Nam: Sean CHANG HG: 10.07
Reaction Rate - Different Acids reacting on Sodium Carbonate.
In this experiment, sodium carbonate was used to measure the reaction rate of different acids. Applying 20ml of acids into a flask and timing it for 30 seconds will show the displacement of the water. The displacement of water was found and recorded. It was observed that hydrochloric acid had a greater reaction. This measuring technique shows that inorganic acid is stronger that organic acid in terms of reacting against sodium carbonate.
The rate of reaction is the process that involves changes in structure and energy content in atoms, molecule or ions (Classic Chemistry Experiments, 2014). Thus, the reactant of a chemical reaction forms the product. There is another theory that involves in the rate of reaction. This theory is the collision theory. For a chemical reaction to occur, the reactant particles must collide.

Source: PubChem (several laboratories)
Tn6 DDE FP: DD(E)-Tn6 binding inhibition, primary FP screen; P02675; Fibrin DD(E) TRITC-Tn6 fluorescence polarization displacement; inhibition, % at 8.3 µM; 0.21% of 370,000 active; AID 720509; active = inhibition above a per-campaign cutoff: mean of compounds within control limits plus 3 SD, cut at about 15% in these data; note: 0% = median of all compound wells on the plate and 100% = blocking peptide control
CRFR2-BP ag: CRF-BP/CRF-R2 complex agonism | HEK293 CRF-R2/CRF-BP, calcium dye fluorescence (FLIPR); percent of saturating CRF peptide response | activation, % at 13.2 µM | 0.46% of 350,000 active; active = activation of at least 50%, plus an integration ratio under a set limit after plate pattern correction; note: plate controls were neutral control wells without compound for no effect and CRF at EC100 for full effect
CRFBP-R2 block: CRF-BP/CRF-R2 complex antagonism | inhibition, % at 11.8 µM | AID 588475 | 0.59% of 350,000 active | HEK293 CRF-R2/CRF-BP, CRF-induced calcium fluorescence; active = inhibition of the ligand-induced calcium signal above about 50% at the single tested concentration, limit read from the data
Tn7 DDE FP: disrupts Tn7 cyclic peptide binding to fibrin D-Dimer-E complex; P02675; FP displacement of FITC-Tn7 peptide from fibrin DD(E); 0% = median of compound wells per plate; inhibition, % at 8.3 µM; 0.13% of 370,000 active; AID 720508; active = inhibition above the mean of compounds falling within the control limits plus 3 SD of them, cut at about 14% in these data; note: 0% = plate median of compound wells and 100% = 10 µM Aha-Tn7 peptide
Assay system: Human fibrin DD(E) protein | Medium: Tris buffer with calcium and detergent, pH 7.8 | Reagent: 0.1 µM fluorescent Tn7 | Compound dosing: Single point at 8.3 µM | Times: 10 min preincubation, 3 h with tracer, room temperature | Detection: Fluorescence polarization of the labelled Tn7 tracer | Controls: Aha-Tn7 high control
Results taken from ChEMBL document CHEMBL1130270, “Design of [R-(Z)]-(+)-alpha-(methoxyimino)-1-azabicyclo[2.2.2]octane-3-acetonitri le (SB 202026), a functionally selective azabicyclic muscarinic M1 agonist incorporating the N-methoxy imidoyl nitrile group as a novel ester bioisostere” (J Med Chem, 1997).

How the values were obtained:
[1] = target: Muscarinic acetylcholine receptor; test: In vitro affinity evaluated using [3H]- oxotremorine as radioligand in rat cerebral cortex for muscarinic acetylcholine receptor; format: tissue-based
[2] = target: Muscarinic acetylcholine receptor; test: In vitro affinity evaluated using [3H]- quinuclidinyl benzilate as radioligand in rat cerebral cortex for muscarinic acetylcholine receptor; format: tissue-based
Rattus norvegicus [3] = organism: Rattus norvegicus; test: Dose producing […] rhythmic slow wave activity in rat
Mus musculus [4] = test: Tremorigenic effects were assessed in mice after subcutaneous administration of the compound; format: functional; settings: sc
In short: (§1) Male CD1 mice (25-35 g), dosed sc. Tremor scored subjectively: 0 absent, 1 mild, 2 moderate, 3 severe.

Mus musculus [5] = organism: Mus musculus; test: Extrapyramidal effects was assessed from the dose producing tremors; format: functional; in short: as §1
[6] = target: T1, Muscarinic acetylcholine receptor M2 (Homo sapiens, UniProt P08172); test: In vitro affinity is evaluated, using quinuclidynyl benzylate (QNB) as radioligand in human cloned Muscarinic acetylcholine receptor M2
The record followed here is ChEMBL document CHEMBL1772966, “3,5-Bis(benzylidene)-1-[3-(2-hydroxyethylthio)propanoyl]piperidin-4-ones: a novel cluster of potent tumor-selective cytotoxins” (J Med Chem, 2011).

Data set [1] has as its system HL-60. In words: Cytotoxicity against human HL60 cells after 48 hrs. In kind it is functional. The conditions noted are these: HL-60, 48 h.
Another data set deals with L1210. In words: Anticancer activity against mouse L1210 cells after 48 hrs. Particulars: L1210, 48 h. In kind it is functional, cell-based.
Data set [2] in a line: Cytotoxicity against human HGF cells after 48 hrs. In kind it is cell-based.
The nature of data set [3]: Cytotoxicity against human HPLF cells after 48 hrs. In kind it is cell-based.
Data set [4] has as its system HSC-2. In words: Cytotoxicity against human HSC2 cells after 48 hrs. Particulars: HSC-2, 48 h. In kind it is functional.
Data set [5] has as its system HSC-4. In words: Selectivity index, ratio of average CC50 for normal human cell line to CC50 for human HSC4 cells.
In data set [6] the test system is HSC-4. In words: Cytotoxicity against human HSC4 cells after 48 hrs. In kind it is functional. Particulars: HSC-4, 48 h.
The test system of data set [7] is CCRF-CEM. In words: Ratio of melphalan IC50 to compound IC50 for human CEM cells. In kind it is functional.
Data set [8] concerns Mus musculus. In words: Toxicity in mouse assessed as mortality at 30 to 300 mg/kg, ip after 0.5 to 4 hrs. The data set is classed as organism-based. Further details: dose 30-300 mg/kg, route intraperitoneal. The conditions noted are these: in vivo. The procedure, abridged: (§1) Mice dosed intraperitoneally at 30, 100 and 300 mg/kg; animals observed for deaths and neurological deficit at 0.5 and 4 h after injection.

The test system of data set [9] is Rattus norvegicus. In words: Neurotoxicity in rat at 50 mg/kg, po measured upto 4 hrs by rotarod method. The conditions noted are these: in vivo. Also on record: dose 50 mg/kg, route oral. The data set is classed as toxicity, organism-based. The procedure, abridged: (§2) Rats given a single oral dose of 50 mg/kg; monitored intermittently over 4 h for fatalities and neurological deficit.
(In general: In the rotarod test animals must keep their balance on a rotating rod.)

The particles must have enough energy for the collision to be successful in producing a reaction. The rate of reaction depends on the rate of successful collision between reactant particles (Classic Chemistry Experiments, 2014). The more successful collision there are, the faster the rate of reaction. There are many various factors that can affect the reaction rate, such as the change in temperature, more concentration reactants, larger surface area etc. (Factors Affecting Reaction Rates, 2014). Rate cannot be directly measured, so instead measuring the reactant or volume of gaseous product as the reaction progresses.
In this investigation, hydrochloric acid and sodium carbonate were used. Hydrochloric acid is a colourless and odourless solution of hydrogen chloride and water (EPA, 2014). Similar to hydrochloric acid, acetic acid is an organic compound with the chemical formula CH3COOH. This acid is often found in vinegar with roughly 4%-8% acetic acid by volume (Newton, 2005).